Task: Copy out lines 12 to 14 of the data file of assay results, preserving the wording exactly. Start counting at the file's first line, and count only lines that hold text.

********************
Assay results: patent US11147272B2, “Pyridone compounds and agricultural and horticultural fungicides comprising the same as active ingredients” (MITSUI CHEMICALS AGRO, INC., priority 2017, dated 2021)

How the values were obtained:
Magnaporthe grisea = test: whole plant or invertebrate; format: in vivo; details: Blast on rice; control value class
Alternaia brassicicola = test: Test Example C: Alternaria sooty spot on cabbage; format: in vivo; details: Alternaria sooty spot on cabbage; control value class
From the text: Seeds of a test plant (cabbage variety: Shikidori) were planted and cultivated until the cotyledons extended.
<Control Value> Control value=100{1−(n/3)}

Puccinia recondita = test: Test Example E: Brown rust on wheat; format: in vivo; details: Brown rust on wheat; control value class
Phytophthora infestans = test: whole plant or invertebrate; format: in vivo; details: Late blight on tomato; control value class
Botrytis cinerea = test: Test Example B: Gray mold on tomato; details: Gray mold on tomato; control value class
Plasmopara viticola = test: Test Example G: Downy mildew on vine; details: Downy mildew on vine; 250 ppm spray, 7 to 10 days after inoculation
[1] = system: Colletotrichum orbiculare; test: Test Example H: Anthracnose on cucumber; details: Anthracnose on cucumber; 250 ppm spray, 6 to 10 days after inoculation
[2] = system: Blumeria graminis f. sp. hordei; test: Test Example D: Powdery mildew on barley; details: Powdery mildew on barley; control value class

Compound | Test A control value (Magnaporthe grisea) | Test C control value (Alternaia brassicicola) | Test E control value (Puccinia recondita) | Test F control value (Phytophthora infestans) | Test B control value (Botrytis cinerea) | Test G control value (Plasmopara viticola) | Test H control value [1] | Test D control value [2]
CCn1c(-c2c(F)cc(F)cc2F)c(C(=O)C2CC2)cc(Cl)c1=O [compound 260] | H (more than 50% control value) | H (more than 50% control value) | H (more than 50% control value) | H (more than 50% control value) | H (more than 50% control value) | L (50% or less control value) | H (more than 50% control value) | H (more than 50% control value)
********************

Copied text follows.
[2] = system: Blumeria graminis f. sp. hordei; test: Test Example D: Powdery mildew on barley; details: Powdery mildew on barley; control value class

Compound | Test A control value (Magnaporthe grisea) | Test C control value (Alternaia brassicicola) | Test E control value (Puccinia recondita) | Test F control value (Phytophthora infestans) | Test B control value (Botrytis cinerea) | Test G control value (Plasmopara viticola) | Test H control value [1] | Test D control value [2]
CCn1c(-c2c(F)cc(F)cc2F)c(C(=O)C2CC2)cc(Cl)c1=O [compound 260] | H (more than 50% control value) | H (more than 50% control value) | H (more than 50% control value) | H (more than 50% control value) | H (more than 50% control value) | L (50% or less control value) | H (more than 50% control value) | H (more than 50% control value)